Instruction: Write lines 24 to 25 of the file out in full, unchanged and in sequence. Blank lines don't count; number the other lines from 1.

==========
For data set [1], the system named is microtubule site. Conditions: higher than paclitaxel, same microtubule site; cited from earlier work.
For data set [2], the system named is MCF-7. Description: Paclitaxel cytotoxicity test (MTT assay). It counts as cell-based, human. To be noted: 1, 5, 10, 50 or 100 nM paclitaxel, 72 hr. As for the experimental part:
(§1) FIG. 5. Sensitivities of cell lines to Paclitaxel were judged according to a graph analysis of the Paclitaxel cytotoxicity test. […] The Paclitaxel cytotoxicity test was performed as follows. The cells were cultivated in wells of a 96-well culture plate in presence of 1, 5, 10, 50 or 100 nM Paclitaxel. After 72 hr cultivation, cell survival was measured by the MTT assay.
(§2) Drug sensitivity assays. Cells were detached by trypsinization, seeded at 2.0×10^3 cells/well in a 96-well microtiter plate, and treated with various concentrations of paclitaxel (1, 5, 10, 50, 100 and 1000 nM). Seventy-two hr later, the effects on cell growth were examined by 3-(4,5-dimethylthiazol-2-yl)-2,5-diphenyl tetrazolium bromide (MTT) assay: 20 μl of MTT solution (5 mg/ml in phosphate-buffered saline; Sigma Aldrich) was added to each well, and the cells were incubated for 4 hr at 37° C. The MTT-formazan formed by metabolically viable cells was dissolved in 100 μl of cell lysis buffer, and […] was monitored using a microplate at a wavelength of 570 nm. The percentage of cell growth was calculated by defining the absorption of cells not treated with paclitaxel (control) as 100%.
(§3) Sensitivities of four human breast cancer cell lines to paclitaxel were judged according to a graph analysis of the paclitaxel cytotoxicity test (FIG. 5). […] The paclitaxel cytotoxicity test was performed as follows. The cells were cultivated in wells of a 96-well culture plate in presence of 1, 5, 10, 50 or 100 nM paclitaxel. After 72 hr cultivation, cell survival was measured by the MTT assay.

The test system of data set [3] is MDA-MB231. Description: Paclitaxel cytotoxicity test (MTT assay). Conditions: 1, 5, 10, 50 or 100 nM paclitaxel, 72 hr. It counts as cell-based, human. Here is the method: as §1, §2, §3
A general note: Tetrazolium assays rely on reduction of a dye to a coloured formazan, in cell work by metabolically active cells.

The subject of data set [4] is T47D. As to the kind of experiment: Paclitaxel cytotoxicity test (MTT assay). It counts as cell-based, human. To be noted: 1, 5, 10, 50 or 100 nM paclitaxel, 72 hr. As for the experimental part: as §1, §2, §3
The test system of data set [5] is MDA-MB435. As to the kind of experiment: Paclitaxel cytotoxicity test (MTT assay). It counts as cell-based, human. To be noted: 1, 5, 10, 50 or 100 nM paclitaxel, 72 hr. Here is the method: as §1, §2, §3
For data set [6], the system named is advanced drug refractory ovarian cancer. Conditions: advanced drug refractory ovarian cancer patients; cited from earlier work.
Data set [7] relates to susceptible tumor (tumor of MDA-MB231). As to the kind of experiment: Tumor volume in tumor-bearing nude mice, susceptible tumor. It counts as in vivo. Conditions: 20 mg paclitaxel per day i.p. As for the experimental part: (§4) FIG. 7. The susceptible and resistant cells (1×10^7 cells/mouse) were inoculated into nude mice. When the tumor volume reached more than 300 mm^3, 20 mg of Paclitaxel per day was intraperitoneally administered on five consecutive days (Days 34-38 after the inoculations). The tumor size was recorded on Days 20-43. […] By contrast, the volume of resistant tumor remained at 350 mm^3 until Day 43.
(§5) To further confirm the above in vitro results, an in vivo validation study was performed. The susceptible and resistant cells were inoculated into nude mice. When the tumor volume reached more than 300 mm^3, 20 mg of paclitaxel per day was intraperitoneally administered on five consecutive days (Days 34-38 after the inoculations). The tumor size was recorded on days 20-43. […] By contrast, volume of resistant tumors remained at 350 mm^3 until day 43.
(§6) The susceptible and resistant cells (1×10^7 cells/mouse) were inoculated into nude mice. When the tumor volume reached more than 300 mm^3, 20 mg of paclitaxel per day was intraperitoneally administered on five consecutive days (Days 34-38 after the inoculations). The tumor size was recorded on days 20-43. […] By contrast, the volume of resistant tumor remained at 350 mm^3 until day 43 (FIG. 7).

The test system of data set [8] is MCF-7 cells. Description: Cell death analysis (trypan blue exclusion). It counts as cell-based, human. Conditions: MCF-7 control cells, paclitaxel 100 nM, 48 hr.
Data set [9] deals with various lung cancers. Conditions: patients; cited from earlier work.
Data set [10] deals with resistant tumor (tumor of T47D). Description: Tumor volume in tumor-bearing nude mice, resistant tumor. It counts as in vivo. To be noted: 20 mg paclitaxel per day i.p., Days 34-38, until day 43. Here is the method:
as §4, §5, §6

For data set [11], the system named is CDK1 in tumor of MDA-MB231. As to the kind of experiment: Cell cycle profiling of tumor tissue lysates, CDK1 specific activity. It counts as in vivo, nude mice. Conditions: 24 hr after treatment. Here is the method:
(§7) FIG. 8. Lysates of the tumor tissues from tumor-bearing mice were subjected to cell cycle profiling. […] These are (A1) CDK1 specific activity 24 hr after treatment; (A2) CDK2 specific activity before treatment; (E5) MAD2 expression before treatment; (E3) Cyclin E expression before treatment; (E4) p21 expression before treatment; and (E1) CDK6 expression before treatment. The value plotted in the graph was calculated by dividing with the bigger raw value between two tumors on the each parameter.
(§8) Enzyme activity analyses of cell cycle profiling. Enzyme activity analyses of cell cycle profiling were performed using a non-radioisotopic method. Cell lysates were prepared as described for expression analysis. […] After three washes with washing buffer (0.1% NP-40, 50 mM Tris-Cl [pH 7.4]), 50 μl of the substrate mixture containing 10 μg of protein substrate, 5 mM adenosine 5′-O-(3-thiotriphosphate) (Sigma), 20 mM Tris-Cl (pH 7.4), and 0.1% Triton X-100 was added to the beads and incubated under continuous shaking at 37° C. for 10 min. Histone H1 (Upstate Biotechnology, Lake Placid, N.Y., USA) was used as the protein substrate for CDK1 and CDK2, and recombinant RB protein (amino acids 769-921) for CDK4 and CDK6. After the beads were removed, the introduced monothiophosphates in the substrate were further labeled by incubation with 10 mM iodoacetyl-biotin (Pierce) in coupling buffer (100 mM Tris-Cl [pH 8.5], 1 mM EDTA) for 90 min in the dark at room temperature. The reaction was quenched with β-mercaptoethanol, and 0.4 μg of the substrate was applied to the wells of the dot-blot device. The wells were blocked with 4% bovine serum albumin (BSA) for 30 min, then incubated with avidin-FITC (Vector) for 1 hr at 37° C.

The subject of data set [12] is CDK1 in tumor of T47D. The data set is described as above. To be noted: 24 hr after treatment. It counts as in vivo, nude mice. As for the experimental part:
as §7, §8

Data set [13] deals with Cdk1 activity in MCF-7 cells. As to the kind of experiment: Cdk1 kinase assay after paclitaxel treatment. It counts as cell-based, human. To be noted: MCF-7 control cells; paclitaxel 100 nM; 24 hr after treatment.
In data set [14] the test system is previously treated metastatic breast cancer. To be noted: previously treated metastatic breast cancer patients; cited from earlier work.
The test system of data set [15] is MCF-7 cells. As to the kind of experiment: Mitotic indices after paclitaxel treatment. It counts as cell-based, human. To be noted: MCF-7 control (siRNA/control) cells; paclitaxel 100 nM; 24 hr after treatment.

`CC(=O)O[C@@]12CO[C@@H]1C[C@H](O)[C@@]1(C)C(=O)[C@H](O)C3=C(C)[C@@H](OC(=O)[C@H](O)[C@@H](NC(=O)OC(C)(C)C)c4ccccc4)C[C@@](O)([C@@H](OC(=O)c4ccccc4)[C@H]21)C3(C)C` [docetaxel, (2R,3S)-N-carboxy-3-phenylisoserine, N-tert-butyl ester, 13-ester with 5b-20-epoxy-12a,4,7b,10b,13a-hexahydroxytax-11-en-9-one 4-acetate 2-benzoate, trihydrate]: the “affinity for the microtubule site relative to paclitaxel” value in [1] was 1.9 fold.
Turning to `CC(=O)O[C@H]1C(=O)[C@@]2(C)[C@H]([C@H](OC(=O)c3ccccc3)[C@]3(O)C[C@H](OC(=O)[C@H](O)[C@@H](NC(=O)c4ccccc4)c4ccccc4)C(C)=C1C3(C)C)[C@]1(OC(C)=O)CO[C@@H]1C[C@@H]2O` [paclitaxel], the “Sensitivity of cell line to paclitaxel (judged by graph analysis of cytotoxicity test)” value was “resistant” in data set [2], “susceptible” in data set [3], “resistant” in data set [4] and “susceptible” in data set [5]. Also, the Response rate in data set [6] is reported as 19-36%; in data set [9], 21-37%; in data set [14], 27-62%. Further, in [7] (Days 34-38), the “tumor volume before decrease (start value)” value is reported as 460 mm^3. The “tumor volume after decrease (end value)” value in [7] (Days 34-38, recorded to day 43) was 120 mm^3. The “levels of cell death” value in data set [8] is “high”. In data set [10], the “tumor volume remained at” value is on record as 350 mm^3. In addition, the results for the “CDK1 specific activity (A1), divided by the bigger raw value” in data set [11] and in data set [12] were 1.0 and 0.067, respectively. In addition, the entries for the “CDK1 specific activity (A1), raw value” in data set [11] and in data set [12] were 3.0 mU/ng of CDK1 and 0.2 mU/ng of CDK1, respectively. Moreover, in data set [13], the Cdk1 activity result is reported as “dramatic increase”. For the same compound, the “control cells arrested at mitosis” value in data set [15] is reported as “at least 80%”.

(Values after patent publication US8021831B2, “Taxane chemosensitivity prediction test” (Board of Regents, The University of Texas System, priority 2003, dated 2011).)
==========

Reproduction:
In data set [14] the test system is previously treated metastatic breast cancer. To be noted: previously treated metastatic breast cancer patients; cited from earlier work.
The test system of data set [15] is MCF-7 cells. As to the kind of experiment: Mitotic indices after paclitaxel treatment. It counts as cell-based, human. To be noted: MCF-7 control (siRNA/control) cells; paclitaxel 100 nM; 24 hr after treatment.